In the late 1880's a movement for better schools was started in Carterville. In the spring of 1887 voters passed an $8000 bond issue for the erection of a second school building for the district. This school was erected in 1889 in the northeast section of the city on North Pine Street near the original location of the Washington schoolhouse, and was called North Heights School. The site was chosen by a committee appointed by the board of education and was purchased from Harrison & McGregor for $600. The new brick building contained 6 classrooms, a library and principal's office.

Teachers listed for the 1889-1890 school year are: Frank L. Magoon (principal), Allie Lillibridge, Jennie Wood, Kate M. Jackson, E. H. Daugherty and Nannie Woodard.

Due to the opening of mining land in the southeast part of Carterville, a need for another school building arose. The Central School was becoming overcrowded and school children from the southeast part of town had to walk a great distance to attend classes. T. N. Davey donated a site at the corner of Jefferson and First Streets for the construction of a new school. The voters passed an $8000 bond issue and a new brick school building was completed in 1891. This school was known as the Third Ward Building and also as the Johnstown School. The building was almost identical in appearance to the North Heights building. Johnstown School contained 4 classrooms. It was located upon the top of a hill and had a large playground comprising several acres. The first principal of Johnstown building was Professor J. W. Beddingfield.

Both North Heights and Johnstown Schools served turns as sites for Carterville High School classes during the 1890's and the early 1900's. In 1893 Mr. A. A. Antles was elected superintendent of all the schools. He held the position until 1903. In 1896, Prosperity was included as a fourth school in the Carterville school district but remained a part of it for only two years.

In 1903 Mr. O. N. Waltz was elected superintendent of Carterville public schools. He served three terms. Several principals during this time were Mamie Dodson, Pearl Mericle, Hattie Troxwell, W. H. Bishop and Edith Merker.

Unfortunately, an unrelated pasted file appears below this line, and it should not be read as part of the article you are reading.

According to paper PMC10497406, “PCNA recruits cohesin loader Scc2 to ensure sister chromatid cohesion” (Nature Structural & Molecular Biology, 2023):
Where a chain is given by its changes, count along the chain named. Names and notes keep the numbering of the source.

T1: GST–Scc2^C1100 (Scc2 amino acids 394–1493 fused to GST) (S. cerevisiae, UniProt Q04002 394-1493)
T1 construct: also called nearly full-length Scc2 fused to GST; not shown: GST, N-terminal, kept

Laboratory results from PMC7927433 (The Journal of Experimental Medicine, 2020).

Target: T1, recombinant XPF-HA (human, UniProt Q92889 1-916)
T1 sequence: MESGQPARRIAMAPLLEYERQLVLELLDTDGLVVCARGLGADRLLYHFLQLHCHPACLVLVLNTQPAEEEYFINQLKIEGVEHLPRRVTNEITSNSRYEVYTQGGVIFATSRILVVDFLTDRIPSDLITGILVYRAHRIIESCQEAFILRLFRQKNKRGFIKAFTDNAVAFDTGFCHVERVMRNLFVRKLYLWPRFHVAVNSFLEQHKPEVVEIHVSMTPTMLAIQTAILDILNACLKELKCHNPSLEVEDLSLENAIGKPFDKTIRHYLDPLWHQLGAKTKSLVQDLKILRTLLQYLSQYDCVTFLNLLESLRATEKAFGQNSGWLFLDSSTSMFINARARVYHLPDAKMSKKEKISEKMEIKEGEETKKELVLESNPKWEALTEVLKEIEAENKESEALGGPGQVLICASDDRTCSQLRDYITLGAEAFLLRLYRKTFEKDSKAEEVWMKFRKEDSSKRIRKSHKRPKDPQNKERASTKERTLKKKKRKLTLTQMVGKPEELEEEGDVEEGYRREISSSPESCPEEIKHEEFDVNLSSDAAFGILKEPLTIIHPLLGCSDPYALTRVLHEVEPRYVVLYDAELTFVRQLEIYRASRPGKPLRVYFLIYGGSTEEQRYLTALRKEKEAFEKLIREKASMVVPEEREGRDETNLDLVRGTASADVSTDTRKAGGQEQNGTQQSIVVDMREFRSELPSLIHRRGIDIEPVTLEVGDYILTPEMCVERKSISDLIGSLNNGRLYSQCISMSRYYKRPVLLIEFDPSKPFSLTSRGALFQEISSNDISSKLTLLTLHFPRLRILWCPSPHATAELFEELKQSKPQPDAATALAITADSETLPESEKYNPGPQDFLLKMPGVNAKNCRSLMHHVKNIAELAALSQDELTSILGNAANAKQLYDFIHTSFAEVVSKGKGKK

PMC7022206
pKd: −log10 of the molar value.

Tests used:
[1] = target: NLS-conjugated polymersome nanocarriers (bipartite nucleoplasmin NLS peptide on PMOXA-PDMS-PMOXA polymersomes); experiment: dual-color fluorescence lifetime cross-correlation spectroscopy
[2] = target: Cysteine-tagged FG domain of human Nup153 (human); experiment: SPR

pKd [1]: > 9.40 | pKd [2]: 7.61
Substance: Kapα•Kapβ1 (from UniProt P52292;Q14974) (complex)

By 1904 the eight-room wooden frame Central School building was found to be inadequate for the needs of the growing city. The north addition was cut from the building and both sections of the school were moved from the school grounds onto two separate lots at the east end of Wilson Street to allow for the construction of a new brick schoolhouse. Half-day classes of up to 60 students were held in the two sections of the old frame building until the new school building was completed. Elmer Boyd, a Carterville contractor, had charge of the entire construction of the building. The cost of the building was about $26,000. It was said to be by far the most convenient and best equipped building in Jasper County. The new Central School building was ready for occupancy on January 9, 1905. It contained 12 classrooms, a library, superintendent's office and a large auditorium that seated nearly 650 people. The water closets were outside as was the water shed for drinking water. Two large barrels were filled daily and the tin cups were attached to a chain so they could be dipped into the water barrel without dropping the cup into the barrel or onto the ground. In later years, gas heat, electric lights and water fountains were installed, and restroom facilities were added in the basement. The class of 1906 was the first class to graduate from this school after completing a four-year High School course.